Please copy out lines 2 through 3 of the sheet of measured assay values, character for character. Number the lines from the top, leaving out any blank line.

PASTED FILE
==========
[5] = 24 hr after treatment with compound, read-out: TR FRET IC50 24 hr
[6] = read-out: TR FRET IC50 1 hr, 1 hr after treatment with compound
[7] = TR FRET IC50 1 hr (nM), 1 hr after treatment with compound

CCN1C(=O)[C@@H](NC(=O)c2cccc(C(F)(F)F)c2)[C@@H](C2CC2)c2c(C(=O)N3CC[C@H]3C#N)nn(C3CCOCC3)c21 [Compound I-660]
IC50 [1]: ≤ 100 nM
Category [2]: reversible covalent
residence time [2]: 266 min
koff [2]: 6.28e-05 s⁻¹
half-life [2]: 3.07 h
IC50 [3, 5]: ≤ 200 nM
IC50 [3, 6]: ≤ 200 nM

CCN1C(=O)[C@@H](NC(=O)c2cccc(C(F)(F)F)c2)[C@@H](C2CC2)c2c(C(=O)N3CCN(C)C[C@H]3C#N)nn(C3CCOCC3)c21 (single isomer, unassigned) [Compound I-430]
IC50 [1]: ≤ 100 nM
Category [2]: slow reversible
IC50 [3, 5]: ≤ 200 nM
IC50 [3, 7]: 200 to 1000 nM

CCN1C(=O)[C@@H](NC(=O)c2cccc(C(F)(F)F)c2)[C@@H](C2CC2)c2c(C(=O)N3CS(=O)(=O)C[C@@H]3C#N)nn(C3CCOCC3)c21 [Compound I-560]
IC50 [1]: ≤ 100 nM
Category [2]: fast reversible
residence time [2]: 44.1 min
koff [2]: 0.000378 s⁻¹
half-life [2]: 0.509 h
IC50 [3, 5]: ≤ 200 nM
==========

[6] = read-out: TR FRET IC50 1 hr, 1 hr after treatment with compound
[7] = TR FRET IC50 1 hr (nM), 1 hr after treatment with compound